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Atmospheric Measurement Techniques An interactive open-access journal of the European Geosciences Union

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doi:10.5194/amt-2016-336
© Author(s) 2016. This work is distributed
under the Creative Commons Attribution 3.0 License.
Research article
24 Oct 2016
Review status
This discussion paper is under review for the journal Atmospheric Measurement Techniques (AMT).
Radar Reflectivity Factors Simulations of Ice Crystal Populations from In-Situ Observations for the Retrieval of Condensed Water Content in Tropical Mesoscale Convective Systems
Emmanuel Fontaine1,6, Delphine Leroy1, Alfons Schwarzenboeck1, Julien Delanoë2, Alain Protat3, Fabien Dezitter4, Alice Grandin4, John Walter Strapp5, and Lyle Edward Lilie5 1Université Blaise Pascal, Laboratoire de Météorologie Physique, Aubière, France
2Laboratoire Atmosphère, Milieux et Observations Spatiales, UVSQ, Guyancourt, France
3Center for Australian Weather and Climate Research, Melbourne, Australia
4Airbus, Toulouse, France
5Met Analytics, Toronto, Canada
6University of Reading, United Kingdom
Abstract. This study presents the evaluation of a technique to estimate cloud condensed water content (CWC) in tropical convection from airborne cloud radar reflectivity factors at 94 GHz and in-situ measurements of particle size distributions (PSDs) and aspect ratios of ice crystal populations. The approach is to calculate the variability of 5 second average PSD CWCs and all possible solutions of corresponding m(D) relationships fulfilling the condition that the simulated radar reflectivity factors (T-matrix method) matches the measured reflectivity. For the reflectivity simulations, ice crystals were approximated as oblate spheroids, without using a priori assumptions on the mass-size relationship of ice crystals. The CWC calculations demonstrate that measured CWC values are in the range ±32 % of the average CWC value: averaged over all CWC solutions for the chosen 5s time intervals. In addition, during the airborne field campaign performed out of Darwin in 2014, as part of the international High Altitude Ice Crystals (HAIC) – High Ice Water Content (HIWC) projects, CWCs were measured directly with the new IKP-2 (isokinetic evaporator probe) instrument along with simultaneous particle imagery and radar reflectivity. Averaged CWC retrieved from the radar reflectivity simulations are roughly 16 % higher than the IKP-2 CWC measurements. The differences between the IKP-2 and PSD derived CWCs from the entire set of realistic m(D) solutions for T-matrix retrievals is found to be a function of the total number concentration of ice crystals. Consequently, a correction term is applied (as a function of total number concentration) that significantly improves the retrieved CWC. After correction, the retrieved CWC have a median error relative to measured values of only −1 %.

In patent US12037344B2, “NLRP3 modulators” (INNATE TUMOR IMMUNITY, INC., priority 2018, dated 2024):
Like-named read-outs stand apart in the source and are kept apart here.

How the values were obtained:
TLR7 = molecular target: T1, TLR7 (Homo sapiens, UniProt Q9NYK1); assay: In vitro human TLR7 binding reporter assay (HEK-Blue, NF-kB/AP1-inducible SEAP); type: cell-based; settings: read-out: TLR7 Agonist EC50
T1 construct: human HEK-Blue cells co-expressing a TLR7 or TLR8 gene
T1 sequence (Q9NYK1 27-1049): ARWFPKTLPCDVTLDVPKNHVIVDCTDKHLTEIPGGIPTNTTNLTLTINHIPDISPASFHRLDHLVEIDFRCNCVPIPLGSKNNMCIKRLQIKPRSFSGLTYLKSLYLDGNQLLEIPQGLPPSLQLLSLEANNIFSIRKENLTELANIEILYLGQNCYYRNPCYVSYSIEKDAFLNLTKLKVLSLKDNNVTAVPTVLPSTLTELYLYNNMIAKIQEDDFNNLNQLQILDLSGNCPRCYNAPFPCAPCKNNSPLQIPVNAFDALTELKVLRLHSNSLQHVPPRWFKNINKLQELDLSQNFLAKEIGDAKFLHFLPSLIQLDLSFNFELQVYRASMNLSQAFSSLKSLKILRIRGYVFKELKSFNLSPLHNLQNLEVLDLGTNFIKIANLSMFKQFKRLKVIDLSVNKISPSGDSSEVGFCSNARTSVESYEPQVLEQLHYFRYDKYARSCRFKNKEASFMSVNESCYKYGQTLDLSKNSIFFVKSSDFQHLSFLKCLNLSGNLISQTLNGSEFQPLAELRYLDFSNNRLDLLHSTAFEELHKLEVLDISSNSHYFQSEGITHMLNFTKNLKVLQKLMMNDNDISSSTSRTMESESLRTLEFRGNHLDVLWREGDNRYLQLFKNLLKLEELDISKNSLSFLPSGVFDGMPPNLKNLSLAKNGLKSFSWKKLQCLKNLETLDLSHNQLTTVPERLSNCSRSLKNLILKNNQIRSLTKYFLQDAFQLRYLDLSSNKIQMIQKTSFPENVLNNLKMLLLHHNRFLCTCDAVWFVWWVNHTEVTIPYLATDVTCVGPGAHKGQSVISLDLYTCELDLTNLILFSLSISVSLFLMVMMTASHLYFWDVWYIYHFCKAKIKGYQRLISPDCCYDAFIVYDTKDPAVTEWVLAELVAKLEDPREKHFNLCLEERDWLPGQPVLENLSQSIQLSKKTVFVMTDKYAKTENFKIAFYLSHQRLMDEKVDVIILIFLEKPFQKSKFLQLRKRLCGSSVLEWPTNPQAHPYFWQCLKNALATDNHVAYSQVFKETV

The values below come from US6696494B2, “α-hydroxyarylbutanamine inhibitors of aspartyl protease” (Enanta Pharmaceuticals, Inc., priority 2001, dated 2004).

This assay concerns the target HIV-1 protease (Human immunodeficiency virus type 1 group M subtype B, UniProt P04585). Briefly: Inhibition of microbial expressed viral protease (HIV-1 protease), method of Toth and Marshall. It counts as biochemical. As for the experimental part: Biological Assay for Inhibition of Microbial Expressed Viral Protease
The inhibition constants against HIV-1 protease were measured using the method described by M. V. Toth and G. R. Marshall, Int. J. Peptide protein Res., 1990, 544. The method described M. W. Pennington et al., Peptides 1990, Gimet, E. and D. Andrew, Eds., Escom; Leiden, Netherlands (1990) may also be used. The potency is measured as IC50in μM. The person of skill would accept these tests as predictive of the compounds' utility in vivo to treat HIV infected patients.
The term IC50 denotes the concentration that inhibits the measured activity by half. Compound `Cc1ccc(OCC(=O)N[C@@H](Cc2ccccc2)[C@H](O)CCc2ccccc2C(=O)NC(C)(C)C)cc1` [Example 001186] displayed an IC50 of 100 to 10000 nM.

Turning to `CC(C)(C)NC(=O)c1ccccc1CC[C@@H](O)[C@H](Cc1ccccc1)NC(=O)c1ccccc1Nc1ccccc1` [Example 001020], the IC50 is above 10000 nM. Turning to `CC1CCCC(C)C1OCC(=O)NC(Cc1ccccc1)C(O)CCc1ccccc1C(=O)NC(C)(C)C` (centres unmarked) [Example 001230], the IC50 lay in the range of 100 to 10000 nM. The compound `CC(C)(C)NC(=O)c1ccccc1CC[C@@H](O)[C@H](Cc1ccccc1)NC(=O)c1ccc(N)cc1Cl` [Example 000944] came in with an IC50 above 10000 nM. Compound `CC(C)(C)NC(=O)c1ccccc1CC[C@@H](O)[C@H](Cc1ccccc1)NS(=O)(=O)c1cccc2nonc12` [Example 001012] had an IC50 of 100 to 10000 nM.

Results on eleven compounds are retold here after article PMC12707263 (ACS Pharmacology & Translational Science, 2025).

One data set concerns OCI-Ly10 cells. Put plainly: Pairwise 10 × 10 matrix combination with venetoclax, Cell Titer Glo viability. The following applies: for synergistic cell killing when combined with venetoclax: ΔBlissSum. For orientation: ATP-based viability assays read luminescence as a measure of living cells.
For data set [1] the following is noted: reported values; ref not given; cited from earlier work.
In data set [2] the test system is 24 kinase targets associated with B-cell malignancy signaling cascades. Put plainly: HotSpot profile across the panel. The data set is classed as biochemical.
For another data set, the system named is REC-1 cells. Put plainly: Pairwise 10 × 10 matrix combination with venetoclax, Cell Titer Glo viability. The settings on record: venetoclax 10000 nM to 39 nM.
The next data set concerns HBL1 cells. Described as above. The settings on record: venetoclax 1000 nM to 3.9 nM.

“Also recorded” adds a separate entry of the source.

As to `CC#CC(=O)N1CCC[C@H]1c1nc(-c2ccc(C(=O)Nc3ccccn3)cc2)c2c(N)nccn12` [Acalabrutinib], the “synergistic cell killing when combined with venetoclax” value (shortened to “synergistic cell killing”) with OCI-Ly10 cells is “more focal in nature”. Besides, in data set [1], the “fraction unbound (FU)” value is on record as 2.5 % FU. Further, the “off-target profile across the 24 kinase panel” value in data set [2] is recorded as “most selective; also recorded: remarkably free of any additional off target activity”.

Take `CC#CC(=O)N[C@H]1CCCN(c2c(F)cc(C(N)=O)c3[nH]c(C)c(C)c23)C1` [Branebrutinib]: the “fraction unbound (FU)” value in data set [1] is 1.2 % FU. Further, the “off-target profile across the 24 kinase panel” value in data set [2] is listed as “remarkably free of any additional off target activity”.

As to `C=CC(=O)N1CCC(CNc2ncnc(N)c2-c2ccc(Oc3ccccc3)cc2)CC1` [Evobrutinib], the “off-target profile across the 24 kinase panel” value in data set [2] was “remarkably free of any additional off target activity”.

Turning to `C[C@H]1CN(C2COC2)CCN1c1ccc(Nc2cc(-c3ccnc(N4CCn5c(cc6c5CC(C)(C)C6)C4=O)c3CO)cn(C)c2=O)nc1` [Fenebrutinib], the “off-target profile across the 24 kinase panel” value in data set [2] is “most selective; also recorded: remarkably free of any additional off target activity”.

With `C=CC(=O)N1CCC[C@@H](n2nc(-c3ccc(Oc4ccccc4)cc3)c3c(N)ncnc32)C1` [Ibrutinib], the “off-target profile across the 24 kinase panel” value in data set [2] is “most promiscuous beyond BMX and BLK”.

Citation: Fontaine, E., Leroy, D., Schwarzenboeck, A., Delanoë, J., Protat, A., Dezitter, F., Grandin, A., Strapp, J. W., and Lilie, L. E.: Radar Reflectivity Factors Simulations of Ice Crystal Populations from In-Situ Observations for the Retrieval of Condensed Water Content in Tropical Mesoscale Convective Systems, Atmos. Meas. Tech. Discuss., doi:10.5194/amt-2016-336, in review, 2016.
Emmanuel Fontaine et al.
Emmanuel Fontaine et al.
Emmanuel Fontaine et al.

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Short summary
In this study we evaluate a method to estimate cloud water content (CWC) knowing cloud reflectivity. Ice hydrometeors are replace by ice oblate spheroids to simulate their reflectivity. There is no assumption on the relation between mass and their size. Then, a broad range of CWCs are compared with direct measurements of CWC. The accuracy of the method is ~ ±32 %. This study is performed in areas of convective clouds where reflectivity and CWC are especially high, what makes it unique.
In this study we evaluate a method to estimate cloud water content (CWC) knowing cloud...
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